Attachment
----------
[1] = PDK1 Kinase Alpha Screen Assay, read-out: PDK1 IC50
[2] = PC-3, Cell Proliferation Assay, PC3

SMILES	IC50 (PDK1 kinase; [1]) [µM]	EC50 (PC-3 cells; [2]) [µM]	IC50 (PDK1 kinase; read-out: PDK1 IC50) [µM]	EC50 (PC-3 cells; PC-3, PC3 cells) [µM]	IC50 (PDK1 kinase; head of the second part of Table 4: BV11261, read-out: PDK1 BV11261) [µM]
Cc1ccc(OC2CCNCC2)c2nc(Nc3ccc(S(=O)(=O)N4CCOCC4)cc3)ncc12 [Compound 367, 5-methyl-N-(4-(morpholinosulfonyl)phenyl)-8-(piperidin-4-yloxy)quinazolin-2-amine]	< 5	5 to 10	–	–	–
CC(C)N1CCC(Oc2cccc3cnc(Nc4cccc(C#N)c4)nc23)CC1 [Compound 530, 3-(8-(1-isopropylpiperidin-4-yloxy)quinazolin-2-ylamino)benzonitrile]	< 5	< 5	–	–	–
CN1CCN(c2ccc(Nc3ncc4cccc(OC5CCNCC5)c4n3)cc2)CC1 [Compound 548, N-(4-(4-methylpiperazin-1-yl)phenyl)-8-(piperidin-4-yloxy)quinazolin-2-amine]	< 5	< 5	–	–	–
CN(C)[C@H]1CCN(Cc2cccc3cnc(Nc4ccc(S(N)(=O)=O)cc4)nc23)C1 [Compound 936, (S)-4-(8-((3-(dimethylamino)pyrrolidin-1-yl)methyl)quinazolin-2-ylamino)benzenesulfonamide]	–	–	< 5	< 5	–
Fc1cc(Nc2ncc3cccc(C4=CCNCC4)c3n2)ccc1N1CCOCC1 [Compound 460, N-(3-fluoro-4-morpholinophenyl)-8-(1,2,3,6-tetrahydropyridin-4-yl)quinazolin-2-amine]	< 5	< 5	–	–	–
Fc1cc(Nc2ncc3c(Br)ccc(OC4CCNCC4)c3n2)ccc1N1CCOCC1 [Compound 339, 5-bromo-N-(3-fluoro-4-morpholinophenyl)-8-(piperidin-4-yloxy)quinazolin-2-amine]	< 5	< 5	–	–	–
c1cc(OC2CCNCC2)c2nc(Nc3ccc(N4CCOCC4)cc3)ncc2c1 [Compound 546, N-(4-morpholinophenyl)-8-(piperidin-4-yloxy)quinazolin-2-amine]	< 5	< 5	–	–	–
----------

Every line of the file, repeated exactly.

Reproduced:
[1] = PDK1 Kinase Alpha Screen Assay, read-out: PDK1 IC50
[2] = PC-3, Cell Proliferation Assay, PC3

SMILES	IC50 (PDK1 kinase; [1]) [µM]	EC50 (PC-3 cells; [2]) [µM]	IC50 (PDK1 kinase; read-out: PDK1 IC50) [µM]	EC50 (PC-3 cells; PC-3, PC3 cells) [µM]	IC50 (PDK1 kinase; head of the second part of Table 4: BV11261, read-out: PDK1 BV11261) [µM]
Cc1ccc(OC2CCNCC2)c2nc(Nc3ccc(S(=O)(=O)N4CCOCC4)cc3)ncc12 [Compound 367, 5-methyl-N-(4-(morpholinosulfonyl)phenyl)-8-(piperidin-4-yloxy)quinazolin-2-amine]	< 5	5 to 10	–	–	–
CC(C)N1CCC(Oc2cccc3cnc(Nc4cccc(C#N)c4)nc23)CC1 [Compound 530, 3-(8-(1-isopropylpiperidin-4-yloxy)quinazolin-2-ylamino)benzonitrile]	< 5	< 5	–	–	–
CN1CCN(c2ccc(Nc3ncc4cccc(OC5CCNCC5)c4n3)cc2)CC1 [Compound 548, N-(4-(4-methylpiperazin-1-yl)phenyl)-8-(piperidin-4-yloxy)quinazolin-2-amine]	< 5	< 5	–	–	–
CN(C)[C@H]1CCN(Cc2cccc3cnc(Nc4ccc(S(N)(=O)=O)cc4)nc23)C1 [Compound 936, (S)-4-(8-((3-(dimethylamino)pyrrolidin-1-yl)methyl)quinazolin-2-ylamino)benzenesulfonamide]	–	–	< 5	< 5	–
Fc1cc(Nc2ncc3cccc(C4=CCNCC4)c3n2)ccc1N1CCOCC1 [Compound 460, N-(3-fluoro-4-morpholinophenyl)-8-(1,2,3,6-tetrahydropyridin-4-yl)quinazolin-2-amine]	< 5	< 5	–	–	–
Fc1cc(Nc2ncc3c(Br)ccc(OC4CCNCC4)c3n2)ccc1N1CCOCC1 [Compound 339, 5-bromo-N-(3-fluoro-4-morpholinophenyl)-8-(piperidin-4-yloxy)quinazolin-2-amine]	< 5	< 5	–	–	–
c1cc(OC2CCNCC2)c2nc(Nc3ccc(N4CCOCC4)cc3)ncc2c1 [Compound 546, N-(4-morpholinophenyl)-8-(piperidin-4-yloxy)quinazolin-2-amine]	< 5	< 5	–	–	–